Whether they cling, sting, or leave swimmers alone, jellyfish at the Jersey Shore tend to come in milky-white or beige hues, maybe with a hint of red or purple.
So "jellyspotters" are buzzing about an eye-catching new arrival: a vivid blue creature commonly called the blue button jellyfish. Multiple sightings were reported in late September on a Facebook page called New Jersey Jellyspotters.
"They're gorgeous," said Egg Harbor Township resident Holly Horner, a wildlife photographer who spotted two of the blue visitors on Brigantine Beach on Sept. 25. "The color is just amazing."
These blue button creatures likely washed up on Jersey beaches as the result of currents fueled by Hurricane Florence, said Paul Bologna, director of Montclair State University's marine biology and coastal sciences program.
They are not true jellyfish but actually colonies of polyps, somewhat like a Portuguese man-o-war, he said. Bologna has not yet examined the new arrivals, but he is hoping one of the beachgoers sends him a specimen for DNA analysis.
"I have never seen them in New Jersey," Bologna said. "I've seen them in Florida. They are tropical in nature."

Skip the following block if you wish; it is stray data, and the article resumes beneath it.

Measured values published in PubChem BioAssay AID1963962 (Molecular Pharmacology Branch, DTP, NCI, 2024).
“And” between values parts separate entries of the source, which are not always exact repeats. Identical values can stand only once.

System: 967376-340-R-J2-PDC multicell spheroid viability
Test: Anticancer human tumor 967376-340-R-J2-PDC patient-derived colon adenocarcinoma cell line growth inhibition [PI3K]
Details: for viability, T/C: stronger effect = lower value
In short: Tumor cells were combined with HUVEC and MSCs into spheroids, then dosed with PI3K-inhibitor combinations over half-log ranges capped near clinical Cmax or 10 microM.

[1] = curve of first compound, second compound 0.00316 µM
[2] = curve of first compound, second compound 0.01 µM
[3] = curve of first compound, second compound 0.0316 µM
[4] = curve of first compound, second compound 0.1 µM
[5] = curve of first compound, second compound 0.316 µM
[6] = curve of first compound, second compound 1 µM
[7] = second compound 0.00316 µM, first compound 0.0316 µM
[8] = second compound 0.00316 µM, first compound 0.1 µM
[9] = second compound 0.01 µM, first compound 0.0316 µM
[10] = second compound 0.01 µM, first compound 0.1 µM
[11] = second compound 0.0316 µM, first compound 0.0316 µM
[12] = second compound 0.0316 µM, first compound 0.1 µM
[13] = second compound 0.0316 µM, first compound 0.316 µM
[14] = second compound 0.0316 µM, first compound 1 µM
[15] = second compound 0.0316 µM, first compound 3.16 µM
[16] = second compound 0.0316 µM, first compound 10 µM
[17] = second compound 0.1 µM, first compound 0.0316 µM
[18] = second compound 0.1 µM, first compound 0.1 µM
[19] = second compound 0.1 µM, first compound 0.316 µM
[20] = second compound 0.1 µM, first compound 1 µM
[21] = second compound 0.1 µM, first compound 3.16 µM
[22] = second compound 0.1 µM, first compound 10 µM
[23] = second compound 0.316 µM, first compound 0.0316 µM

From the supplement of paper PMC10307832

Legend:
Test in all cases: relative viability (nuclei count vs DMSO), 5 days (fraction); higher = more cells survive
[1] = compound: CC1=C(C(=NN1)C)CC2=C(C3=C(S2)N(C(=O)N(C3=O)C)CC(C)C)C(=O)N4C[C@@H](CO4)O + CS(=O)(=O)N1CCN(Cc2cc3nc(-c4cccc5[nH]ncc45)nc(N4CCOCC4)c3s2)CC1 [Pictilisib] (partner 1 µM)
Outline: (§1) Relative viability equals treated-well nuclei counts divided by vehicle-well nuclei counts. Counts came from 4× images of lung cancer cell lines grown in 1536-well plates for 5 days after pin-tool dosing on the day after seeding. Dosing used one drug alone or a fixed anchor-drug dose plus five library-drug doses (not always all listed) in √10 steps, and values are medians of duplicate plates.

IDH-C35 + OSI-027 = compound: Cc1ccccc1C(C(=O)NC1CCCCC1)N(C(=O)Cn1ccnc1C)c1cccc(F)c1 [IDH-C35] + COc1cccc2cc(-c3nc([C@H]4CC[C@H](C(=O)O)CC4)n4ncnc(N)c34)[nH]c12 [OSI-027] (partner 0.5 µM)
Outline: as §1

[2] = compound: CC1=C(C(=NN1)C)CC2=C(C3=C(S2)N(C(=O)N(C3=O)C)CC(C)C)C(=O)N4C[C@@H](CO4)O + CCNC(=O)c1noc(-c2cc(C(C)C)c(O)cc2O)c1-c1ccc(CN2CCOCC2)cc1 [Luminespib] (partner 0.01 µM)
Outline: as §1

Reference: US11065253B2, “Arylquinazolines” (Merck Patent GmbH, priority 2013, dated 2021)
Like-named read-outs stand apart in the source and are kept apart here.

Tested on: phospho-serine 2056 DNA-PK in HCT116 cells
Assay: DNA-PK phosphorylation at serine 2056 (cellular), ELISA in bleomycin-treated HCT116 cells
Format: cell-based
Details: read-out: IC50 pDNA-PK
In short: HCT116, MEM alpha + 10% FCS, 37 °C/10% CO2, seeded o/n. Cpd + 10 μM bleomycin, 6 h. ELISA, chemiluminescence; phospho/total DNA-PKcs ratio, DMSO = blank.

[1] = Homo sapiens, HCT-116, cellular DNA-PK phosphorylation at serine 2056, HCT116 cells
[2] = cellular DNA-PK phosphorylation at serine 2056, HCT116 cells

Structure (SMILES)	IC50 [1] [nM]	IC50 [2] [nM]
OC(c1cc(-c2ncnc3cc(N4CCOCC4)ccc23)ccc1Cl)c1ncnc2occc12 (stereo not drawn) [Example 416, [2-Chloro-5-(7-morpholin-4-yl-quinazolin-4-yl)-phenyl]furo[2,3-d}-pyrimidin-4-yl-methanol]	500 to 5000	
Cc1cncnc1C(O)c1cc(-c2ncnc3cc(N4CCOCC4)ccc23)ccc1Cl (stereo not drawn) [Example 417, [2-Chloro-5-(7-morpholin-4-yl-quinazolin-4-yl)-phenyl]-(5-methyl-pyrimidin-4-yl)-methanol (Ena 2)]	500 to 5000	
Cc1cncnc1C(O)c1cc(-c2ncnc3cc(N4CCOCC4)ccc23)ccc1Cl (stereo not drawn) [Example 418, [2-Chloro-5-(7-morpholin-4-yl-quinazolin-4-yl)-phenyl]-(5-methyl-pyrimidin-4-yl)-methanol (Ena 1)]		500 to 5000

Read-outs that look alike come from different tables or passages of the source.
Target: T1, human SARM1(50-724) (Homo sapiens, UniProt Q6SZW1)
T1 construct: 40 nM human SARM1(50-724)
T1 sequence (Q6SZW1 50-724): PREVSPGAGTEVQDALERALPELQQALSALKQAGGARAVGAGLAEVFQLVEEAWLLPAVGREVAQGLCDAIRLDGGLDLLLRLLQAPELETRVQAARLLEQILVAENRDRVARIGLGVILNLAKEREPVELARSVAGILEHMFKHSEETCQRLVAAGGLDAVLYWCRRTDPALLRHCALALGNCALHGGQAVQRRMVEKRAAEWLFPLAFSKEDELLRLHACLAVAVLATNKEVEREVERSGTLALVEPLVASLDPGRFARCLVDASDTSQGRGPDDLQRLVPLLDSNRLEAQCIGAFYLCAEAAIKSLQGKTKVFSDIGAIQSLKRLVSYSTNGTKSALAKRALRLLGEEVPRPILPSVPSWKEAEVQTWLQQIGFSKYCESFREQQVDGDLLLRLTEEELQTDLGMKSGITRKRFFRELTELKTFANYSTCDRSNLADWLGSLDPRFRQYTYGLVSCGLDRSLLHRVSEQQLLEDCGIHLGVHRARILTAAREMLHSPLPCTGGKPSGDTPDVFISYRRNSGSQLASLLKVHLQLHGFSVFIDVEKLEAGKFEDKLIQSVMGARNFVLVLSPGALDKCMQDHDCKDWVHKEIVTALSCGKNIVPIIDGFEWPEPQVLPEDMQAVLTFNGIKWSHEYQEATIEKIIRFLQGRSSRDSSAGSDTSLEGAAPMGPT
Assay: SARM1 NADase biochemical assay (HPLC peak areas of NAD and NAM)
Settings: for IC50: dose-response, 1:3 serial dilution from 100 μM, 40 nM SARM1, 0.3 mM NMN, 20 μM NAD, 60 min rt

With support from the New Jersey Department of Environmental Protection, Bologna and his colleagues have analyzed the DNA of several other nonnative jellies in recent years, in part to pinpoint their origin and analyze their impact on the environment.
Among them are dime-sized clinging jellies, which deliver a sting nasty enough to send someone to the hospital. These pests were found in Barnegat Bay this year for the first time, and were spotted in 2016 in the Shrewsbury, Metedeconk, and Manasquan Rivers in North Jersey.
The blue button creatures have a much milder sting, which at most can irritate the skin.
Suzanne Schenker of New Hope told NJ.com she found four specimens in Beach Haven on Sept. 25.
"They were so blue they almost looked unreal," she said.